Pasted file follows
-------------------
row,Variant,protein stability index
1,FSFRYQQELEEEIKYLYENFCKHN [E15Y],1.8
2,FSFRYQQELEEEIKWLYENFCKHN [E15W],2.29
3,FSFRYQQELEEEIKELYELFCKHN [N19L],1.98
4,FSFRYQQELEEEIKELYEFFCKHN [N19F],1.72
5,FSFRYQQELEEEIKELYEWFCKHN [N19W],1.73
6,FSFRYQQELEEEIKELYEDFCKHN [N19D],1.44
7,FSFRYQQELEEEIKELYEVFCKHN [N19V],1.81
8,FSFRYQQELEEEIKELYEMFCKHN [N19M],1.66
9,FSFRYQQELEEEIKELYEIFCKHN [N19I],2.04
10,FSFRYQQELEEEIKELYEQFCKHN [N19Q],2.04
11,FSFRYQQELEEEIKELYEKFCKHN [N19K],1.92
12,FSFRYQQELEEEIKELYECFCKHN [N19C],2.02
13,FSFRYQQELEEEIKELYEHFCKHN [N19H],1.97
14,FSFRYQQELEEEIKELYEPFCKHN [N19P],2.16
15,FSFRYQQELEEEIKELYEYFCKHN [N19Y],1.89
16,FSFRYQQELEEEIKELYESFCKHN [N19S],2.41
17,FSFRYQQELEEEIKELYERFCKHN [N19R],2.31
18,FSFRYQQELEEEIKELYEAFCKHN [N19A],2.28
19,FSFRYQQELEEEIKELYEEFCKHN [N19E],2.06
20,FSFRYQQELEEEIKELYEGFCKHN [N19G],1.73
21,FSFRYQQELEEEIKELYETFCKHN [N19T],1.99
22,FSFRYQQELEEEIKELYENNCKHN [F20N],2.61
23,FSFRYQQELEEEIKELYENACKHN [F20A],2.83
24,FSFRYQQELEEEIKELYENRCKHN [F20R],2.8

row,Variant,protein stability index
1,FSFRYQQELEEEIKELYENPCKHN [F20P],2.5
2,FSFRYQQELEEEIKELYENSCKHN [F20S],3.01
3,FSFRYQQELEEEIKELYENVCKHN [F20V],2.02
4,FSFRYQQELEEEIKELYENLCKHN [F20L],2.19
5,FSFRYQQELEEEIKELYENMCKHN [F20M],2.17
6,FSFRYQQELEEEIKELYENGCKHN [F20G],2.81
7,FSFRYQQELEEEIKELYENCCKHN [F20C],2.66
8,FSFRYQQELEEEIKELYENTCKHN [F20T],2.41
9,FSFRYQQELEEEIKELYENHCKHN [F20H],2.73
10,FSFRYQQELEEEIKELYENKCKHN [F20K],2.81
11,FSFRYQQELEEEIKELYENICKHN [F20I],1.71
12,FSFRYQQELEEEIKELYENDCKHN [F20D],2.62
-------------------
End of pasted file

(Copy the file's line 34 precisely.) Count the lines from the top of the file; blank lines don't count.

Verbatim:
8,FSFRYQQELEEEIKELYENTCKHN [F20T],2.41